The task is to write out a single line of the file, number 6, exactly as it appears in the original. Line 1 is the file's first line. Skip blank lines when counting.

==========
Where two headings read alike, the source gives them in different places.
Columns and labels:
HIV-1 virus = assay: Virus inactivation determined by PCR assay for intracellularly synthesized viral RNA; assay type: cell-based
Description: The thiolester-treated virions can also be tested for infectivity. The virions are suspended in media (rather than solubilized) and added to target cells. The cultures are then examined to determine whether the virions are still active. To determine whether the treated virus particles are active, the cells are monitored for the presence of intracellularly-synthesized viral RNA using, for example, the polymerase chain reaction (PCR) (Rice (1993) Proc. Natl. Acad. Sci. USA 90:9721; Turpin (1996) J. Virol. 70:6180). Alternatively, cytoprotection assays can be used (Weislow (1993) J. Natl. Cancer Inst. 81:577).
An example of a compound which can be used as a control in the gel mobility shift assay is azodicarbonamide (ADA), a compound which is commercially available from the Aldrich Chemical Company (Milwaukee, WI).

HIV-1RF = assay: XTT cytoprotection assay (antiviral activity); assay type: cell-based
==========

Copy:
HIV-1RF = assay: XTT cytoprotection assay (antiviral activity); assay type: cell-based